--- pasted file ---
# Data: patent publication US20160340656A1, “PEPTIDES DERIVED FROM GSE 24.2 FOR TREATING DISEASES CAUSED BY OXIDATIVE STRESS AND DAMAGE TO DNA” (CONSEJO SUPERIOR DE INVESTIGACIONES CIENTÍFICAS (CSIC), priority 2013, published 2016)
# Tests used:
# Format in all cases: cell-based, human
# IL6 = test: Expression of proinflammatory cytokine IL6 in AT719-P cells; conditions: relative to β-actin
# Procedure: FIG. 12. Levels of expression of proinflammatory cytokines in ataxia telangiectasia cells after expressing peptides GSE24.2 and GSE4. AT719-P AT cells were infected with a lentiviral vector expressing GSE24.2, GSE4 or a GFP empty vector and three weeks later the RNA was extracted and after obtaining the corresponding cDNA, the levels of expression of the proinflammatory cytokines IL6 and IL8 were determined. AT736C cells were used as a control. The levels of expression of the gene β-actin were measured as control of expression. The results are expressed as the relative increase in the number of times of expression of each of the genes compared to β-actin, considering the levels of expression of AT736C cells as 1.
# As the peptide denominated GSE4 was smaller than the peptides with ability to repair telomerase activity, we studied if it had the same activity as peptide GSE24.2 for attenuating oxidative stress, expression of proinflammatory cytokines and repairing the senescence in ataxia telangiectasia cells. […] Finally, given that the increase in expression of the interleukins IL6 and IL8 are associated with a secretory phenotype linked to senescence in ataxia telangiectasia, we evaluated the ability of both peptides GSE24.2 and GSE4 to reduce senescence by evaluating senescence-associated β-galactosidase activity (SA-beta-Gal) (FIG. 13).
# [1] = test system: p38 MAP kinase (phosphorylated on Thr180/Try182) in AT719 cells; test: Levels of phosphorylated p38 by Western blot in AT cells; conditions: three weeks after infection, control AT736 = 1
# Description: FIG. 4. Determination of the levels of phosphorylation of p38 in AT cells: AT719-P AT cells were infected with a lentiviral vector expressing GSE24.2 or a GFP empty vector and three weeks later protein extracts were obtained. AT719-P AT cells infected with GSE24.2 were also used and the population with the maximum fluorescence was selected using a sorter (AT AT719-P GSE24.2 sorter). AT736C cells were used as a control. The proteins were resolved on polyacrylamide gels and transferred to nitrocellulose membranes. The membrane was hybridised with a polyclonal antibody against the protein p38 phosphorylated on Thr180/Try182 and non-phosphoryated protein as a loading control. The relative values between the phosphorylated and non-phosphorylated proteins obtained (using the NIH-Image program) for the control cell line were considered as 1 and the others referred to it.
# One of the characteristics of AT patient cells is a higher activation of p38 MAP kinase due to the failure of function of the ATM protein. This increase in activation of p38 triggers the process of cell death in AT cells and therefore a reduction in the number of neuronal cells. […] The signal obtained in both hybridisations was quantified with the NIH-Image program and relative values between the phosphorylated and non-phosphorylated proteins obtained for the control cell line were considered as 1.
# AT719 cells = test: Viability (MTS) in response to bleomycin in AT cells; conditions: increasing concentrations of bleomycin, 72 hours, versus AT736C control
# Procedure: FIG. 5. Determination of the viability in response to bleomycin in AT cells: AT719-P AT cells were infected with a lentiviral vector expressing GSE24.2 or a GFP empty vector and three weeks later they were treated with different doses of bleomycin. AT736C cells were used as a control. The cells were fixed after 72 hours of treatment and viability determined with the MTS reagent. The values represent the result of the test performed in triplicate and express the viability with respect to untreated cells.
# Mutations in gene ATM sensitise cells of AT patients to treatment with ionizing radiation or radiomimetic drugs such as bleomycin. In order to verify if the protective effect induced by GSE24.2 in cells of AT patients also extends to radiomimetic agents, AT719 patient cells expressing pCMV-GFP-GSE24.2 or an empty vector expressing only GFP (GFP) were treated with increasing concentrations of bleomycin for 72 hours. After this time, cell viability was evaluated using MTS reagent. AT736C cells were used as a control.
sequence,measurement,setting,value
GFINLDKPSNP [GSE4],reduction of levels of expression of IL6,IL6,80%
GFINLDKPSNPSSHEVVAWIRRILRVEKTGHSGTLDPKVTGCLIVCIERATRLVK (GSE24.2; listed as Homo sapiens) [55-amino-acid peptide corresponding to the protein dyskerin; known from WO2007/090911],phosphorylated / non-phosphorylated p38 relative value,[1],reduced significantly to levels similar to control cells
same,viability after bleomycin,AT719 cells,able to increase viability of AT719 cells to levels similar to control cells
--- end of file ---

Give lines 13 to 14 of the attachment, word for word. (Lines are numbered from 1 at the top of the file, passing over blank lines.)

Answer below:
sequence,measurement,setting,value
GFINLDKPSNP [GSE4],reduction of levels of expression of IL6,IL6,80%